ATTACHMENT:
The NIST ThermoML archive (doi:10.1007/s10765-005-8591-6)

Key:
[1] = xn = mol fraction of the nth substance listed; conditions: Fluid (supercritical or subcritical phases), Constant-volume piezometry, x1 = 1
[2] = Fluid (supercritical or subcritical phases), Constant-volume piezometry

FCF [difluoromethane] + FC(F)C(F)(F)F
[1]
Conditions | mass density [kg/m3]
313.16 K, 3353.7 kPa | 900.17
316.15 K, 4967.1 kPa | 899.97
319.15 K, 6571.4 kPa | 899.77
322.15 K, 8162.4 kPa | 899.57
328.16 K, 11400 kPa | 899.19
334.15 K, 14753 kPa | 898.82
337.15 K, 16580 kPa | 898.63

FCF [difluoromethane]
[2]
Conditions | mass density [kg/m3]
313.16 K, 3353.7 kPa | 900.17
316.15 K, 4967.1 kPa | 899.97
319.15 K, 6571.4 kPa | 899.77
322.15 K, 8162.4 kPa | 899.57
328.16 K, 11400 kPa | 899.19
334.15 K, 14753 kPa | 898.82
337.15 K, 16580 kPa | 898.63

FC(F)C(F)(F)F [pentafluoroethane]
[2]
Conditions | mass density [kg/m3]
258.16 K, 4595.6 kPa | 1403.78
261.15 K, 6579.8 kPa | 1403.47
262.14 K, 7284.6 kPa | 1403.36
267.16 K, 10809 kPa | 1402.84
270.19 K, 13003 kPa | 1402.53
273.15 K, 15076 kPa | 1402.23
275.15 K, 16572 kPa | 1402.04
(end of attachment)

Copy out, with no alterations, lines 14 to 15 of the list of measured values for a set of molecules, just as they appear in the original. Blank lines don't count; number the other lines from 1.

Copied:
337.15 K, 16580 kPa | 898.63

FCF [difluoromethane]